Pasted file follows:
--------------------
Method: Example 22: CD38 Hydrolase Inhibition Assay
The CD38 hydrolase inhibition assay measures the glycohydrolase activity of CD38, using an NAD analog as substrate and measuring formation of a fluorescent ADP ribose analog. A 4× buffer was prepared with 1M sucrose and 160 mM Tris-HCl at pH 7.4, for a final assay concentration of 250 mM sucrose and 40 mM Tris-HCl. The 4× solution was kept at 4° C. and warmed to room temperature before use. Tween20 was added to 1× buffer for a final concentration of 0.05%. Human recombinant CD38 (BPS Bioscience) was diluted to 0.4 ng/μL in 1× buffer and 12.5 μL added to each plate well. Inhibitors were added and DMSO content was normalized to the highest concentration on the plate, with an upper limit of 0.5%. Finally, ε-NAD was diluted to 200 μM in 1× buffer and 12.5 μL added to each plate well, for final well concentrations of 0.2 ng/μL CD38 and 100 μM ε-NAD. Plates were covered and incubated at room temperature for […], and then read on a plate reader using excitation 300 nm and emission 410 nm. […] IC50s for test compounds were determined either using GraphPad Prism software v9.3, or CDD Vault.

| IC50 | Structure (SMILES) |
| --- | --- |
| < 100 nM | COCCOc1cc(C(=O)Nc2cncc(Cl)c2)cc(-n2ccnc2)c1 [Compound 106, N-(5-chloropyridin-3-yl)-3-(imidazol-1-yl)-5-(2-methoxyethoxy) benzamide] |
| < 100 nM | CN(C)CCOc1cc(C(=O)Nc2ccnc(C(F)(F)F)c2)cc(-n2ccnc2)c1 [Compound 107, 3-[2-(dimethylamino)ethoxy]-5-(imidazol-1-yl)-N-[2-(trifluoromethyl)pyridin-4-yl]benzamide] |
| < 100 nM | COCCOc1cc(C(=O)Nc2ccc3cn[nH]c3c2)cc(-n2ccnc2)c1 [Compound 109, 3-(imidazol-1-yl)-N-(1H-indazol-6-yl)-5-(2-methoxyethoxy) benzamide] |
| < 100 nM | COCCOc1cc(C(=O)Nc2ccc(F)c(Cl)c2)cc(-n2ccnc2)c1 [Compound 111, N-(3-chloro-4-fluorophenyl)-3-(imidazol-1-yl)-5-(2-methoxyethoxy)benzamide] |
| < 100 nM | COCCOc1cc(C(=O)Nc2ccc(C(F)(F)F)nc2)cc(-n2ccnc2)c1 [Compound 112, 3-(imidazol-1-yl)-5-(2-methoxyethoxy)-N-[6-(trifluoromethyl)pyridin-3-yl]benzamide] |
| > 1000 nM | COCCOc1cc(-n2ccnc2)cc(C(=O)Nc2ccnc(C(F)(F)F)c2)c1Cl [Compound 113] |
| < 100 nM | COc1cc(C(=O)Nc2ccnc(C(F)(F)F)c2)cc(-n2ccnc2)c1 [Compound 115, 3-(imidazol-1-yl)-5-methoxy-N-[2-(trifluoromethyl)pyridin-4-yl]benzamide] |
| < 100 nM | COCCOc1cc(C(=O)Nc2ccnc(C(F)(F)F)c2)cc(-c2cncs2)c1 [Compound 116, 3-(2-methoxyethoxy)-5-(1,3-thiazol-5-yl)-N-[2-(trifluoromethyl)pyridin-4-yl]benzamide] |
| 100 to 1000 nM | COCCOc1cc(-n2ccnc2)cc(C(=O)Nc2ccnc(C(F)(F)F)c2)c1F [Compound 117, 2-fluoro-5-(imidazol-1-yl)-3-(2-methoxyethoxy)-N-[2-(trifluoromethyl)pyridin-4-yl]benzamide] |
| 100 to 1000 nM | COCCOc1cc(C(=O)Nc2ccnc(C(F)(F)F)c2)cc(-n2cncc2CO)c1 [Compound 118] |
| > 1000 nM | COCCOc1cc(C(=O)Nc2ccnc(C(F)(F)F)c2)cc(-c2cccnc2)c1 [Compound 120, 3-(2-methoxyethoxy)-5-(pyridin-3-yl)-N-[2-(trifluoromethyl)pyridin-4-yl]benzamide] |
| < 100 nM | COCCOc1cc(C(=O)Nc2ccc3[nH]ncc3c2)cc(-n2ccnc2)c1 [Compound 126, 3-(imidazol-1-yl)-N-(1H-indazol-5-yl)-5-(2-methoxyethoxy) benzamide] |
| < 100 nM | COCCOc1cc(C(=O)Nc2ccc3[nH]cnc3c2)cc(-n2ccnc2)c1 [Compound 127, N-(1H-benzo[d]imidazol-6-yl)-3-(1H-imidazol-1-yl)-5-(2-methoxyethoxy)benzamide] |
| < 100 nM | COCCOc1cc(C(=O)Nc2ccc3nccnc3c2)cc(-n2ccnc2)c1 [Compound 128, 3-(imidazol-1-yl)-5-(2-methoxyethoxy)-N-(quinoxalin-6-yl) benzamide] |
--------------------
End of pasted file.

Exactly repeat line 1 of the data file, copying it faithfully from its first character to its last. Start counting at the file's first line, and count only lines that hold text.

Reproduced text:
Method: Example 22: CD38 Hydrolase Inhibition Assay